2. Observe them in their conversations, and you will see they have no regard to man; and this commonly follows upon the former; those that have lost the savour of piety will not long retain the sense of common honesty. They neither do justly nor love mercy. (1.) They cheat those they deal with. When they sell their corn they impose upon the buyer, both in giving out the goods and in receiving the money for them. They measure him the corn by their own measure, and pretend to give him what he agreed for, but they make the ephah small. The measure is scanty, and not statute-measure, and so they wrong him that way. When they receive his money they must weigh fit in their own scales, by their own weights, and the shekel they weigh by is above standard: They make the shekel great, so that the money, being found too light, must have more added to it; and so they cheat that way too, and this under colour and pretence of exactness in doing justice. By such wicked practices as these men show such a greediness of the world, such a love of themselves, such a contempt of mankind in general, of the particular persons they deal with, and of the sacred laws of justice, as prove them to have in their hearts neither the fear nor the love of that God who has so plainly said that false weights and balances are an abomination to him. Another instance of their fraudulent dealing is that they sell the refuse of the wheat, and, taking advantage of their neighbour’s ignorance or necessity, make them take it at the same price at which they sell the finest of the wheat. (2.) The are barbarous and unmerciful to the poor: They swallow up the needy, and make the poor of the land to fail. [1.] They valued themselves so much on their wealth that they looked upon all that were poor with the highest contempt imaginable; they hated them, could not endure them, but abandoned them, and therefore did what they could to make them cease, not by relieving them to make them cease to be poor, but by banishing and destroying them to make them cease to be, or at least to be in their land. But he who thus reproaches the poor despises his Maker, in whose hands rich and poor meet together. [2.] They were so eager to increase their wealth, and make it more, that they robbed the poor to enrich themselves; and they fastened upon the poor, to make a prey of them, because they were not able to obtain any redress nor to resist or revenge the violence of their oppressors. Those riches that are got by the ruin of the poor will bring ruin on those that get them. They swallowed up the poor by making them hard bargains, and cheating them in those bargains; for therefore they falsify the balances by deceit, not only that they may enrich themselves, may have money at command, and so may have every thing else (as they think) at command too, but that they may impoverish those about them, and bring them so low that they may force them to become slaves to them, and so, having drained them of every thing else, they may have their labour for nothing, or next to nothing. Thus they buy the poor for silver; they bring them and their children into bondage, because they have not wherewithal to pay for the corn they have bought; see Neh. 5:2-5. And there were so many that they were reduced to this extremity that the price was very low; and the oppressors had beaten it down so that you might buy a poor man to be your slave for a pair of shoes. Property was first invaded and then liberty; it is the method of oppressors first to make men beggars and then to make them their vassals. Thus is the dignity of the human nature lost in the misery of those that are trampled on and the tenderness of it in the sin of those that trample on them.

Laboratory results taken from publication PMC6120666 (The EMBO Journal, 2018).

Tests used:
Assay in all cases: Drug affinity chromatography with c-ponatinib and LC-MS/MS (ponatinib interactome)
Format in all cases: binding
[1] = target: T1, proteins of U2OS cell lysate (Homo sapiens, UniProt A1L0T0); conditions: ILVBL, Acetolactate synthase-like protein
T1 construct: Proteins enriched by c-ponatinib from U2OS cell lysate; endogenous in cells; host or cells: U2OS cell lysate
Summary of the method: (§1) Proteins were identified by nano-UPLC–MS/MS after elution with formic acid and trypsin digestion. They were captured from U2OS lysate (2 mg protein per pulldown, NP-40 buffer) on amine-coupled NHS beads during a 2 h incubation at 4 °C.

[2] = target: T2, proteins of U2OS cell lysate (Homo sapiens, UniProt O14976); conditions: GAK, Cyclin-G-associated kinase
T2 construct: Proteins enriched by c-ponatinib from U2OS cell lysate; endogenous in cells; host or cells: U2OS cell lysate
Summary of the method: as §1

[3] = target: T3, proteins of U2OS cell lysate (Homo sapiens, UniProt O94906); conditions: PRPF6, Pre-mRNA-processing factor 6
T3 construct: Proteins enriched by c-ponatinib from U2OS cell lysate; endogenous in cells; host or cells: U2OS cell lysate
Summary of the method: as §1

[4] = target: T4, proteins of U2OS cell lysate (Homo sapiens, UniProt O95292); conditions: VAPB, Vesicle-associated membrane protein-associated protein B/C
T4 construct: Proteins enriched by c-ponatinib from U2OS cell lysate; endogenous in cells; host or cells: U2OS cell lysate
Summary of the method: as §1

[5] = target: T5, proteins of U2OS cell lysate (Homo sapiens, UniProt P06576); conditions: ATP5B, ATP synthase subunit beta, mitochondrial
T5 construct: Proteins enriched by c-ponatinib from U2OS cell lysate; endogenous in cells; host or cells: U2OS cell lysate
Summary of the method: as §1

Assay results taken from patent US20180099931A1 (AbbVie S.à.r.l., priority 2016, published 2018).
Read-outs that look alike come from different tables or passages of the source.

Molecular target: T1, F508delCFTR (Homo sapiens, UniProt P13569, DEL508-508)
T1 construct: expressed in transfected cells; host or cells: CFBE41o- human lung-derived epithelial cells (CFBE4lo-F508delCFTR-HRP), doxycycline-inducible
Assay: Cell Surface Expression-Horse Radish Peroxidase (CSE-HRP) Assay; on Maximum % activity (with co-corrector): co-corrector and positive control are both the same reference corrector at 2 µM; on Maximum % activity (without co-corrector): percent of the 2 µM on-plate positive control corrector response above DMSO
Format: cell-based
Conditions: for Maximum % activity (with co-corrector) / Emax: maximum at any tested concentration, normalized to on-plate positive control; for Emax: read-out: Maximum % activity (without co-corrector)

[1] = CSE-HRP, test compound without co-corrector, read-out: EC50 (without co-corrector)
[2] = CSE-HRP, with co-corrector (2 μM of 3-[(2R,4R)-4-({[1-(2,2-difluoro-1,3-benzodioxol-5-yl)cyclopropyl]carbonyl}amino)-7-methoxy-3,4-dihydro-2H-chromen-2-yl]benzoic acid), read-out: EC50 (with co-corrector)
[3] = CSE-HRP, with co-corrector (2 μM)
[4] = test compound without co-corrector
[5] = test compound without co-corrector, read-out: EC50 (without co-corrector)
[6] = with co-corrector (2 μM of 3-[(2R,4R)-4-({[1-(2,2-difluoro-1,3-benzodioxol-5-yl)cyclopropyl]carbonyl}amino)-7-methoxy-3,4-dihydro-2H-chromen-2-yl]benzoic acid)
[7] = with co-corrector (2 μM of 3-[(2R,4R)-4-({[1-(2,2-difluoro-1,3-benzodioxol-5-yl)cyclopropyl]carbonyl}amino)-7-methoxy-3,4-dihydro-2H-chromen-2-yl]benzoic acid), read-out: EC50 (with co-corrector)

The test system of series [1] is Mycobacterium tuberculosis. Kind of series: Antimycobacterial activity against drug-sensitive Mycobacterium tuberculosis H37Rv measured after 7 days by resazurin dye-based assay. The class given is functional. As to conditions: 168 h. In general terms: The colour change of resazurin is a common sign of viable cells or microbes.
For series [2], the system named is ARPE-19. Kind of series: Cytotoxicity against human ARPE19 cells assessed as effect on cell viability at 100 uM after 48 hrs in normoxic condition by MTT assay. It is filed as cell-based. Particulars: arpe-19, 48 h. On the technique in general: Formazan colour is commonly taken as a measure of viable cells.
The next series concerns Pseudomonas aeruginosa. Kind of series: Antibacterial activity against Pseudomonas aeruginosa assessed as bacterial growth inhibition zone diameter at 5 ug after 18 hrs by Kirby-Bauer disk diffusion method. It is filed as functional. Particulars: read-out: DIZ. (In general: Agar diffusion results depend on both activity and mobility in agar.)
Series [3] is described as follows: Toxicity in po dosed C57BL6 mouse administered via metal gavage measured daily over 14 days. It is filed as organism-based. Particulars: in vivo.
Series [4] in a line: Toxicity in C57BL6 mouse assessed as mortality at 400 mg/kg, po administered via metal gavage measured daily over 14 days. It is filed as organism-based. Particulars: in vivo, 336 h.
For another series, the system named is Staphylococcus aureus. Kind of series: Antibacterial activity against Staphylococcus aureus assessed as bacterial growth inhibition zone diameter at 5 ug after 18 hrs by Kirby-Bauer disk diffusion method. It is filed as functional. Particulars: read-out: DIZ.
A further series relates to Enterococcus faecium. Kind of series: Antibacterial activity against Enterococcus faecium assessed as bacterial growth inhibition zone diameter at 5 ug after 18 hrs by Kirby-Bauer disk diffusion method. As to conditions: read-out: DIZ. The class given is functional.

II. The grievousness of the punishment that shall be inflicted on them for this sin. When the poor are injured they will cry unto God, and he will hear their cry, and reckon with those that are injurious to them, for, they being his receivers, he takes the wrongs done to them as done to himself, Exod. 22:23, 24.